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"A first for the city": Four Naples intersections will use AI to improve safety

The new technology is expected to be online as early as June 2024.
Posted at 7:25 PM, Apr 17, 2024

NAPLES, Fla — AI will soon be "watching" you on some of your own streets, if you live in Naples!

On Wednesday, the city council appr

oved funding that would help the city access state dollars and pay for tech upgrades that should improve the safety of pedestrians and cyclists.

For Nancy Murray, getting around Naples by bike is an every day routine, despite the risk. "Another friend of ours got hit by a bike recently, and so, it is a little scary," Murray said.

Now, it's not the first time the safety of people on foot and on two wheels has been a concern in Naples. For years now, as traffic continues to increase, so does the risk to walkers and bicycles.

Naples traffic intersection AI new technology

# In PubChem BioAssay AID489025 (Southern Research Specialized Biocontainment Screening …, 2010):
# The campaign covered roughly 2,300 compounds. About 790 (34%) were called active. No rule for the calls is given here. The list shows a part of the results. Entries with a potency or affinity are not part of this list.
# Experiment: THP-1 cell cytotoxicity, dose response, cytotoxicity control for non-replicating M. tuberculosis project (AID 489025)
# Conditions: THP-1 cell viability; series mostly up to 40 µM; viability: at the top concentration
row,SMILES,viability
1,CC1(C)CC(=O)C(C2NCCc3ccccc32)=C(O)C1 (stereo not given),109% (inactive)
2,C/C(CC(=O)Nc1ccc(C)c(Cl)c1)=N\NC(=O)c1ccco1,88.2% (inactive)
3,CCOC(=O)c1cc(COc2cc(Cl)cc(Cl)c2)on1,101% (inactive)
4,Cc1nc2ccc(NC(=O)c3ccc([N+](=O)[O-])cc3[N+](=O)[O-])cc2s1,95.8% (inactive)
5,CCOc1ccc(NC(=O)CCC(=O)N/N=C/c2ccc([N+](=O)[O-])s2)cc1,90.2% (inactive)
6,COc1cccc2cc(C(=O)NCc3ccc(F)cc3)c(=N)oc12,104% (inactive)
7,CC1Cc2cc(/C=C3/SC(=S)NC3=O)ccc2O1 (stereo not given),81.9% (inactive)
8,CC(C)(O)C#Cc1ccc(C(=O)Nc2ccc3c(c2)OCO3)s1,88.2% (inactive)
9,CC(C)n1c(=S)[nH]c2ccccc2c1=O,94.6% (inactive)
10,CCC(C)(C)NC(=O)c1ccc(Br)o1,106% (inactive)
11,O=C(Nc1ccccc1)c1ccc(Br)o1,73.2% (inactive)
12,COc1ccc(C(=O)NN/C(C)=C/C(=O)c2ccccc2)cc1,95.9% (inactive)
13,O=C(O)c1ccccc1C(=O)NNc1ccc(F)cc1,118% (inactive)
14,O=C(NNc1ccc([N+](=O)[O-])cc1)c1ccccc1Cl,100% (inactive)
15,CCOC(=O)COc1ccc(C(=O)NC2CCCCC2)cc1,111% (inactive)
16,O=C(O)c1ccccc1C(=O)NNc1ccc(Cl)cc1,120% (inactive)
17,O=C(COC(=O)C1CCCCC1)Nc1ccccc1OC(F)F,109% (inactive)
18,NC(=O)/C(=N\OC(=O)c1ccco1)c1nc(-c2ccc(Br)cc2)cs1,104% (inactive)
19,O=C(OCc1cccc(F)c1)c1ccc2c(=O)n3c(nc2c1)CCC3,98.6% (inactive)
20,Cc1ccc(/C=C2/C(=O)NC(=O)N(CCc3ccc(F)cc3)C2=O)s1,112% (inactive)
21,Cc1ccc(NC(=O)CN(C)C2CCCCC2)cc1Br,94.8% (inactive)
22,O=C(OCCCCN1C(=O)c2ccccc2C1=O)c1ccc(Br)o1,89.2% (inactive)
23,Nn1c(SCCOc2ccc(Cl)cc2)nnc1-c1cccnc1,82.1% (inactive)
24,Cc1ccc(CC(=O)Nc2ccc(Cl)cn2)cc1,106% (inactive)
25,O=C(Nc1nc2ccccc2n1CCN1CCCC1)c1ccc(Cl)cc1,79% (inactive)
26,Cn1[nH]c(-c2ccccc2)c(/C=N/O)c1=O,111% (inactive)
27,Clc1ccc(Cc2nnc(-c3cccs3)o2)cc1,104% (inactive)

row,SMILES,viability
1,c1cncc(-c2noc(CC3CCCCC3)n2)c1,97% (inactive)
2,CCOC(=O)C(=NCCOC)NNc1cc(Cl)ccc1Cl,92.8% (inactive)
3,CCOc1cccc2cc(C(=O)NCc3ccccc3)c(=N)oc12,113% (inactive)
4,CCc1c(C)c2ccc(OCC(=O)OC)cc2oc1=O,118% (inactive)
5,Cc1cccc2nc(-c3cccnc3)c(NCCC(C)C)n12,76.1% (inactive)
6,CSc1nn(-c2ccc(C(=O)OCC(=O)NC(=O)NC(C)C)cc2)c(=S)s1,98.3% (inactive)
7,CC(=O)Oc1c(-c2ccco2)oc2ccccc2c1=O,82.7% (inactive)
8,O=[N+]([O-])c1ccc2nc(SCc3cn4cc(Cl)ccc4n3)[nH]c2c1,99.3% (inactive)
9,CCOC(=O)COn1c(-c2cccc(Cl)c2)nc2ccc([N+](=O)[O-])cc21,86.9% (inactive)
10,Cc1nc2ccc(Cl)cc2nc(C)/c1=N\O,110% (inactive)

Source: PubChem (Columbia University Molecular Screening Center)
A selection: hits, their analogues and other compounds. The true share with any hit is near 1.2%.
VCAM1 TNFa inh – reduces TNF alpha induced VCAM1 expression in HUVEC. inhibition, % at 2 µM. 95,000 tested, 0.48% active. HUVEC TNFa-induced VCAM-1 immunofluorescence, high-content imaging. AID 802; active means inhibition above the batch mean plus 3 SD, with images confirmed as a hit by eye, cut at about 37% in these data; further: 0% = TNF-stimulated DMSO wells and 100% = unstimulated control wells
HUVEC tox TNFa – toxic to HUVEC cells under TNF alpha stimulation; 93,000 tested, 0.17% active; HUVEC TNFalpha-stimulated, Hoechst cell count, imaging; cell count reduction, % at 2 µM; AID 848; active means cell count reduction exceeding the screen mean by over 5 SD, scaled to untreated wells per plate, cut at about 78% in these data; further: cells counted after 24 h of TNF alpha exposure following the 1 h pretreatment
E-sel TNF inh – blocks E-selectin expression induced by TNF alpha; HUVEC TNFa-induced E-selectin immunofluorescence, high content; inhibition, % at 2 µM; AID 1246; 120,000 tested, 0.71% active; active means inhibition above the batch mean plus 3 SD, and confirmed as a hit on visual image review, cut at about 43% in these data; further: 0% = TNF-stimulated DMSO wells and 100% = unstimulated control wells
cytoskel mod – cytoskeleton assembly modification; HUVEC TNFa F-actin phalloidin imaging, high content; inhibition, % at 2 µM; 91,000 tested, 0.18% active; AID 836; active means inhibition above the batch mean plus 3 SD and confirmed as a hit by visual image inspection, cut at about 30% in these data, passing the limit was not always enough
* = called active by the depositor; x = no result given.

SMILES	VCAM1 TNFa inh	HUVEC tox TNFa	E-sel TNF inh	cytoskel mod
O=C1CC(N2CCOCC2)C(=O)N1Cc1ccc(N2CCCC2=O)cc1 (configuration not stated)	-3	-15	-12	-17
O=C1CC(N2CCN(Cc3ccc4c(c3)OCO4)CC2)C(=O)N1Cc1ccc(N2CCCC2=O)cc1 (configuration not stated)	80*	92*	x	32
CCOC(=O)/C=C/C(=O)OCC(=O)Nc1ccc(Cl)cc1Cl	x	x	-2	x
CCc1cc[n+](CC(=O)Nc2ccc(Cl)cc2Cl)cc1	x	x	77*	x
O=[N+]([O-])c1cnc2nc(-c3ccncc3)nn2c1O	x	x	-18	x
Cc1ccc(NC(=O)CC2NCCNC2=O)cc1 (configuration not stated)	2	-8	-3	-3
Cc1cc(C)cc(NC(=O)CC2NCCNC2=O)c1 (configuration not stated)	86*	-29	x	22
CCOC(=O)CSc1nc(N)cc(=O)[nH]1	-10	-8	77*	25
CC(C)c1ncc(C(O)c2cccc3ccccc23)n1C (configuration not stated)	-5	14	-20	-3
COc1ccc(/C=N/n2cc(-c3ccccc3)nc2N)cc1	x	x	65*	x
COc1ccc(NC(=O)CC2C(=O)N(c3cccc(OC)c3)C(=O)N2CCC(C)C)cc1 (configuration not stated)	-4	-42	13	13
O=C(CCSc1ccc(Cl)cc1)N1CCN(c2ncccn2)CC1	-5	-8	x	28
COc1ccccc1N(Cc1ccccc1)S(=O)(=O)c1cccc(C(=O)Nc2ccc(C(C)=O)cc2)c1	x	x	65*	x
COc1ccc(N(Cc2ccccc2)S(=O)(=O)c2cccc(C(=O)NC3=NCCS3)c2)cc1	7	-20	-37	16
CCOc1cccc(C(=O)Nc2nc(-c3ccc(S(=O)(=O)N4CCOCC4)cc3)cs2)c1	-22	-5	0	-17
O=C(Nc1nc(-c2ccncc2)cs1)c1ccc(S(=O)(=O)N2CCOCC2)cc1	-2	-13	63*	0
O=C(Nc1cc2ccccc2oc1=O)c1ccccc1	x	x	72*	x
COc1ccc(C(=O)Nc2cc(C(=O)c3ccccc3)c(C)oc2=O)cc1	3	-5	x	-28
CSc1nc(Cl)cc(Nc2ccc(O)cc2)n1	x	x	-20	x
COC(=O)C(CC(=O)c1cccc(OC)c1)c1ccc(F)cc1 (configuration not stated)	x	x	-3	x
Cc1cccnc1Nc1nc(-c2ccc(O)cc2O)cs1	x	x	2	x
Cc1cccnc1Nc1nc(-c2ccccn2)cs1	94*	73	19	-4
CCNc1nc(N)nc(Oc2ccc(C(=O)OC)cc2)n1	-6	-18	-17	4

Fox 4's Naples Community Correspondent Mahmoud Bennett spends a moment with Nancy Murray and her dog to find out what it's like to bike around Naples. Murray said she's known other people on bikes who have been hit by cars, as recently as the week prior.

In 2018, the city purchased and installed bike detection equipment for the intersection of Goodlette Rd. and Central Avenue. But this time, there's an upgrade.

"The upgrades will make use of newer technology, including AI," Naples traffic engineer Alison Bickett told Fox 4's Naples Community Correspondent Mahmoud Bennett.

The company installing new tech is DERQ and they specialize in AI and predictive analytics,.

"The software system has AI technology that can detect pedestrians approaching the intersection, stepping across, and as they're actually in the intersection – or bikes; they can actually detect them," Bickett explained.

The intersections where AI will be "watching" you drive include:

  • US41 and Central Avenue
  • US41 and 3rd Avenue South
  • Park Shore Drive and Crayton Road
  • Harbour Drive and Crayton Road

On its website, DERQ says it offers "real-time identification and classification of safety events such as near-misses, collisions, violations, and pedestrian and cyclist compliance issues... to better inform safety issues."

The city says the new changes could come as early as June.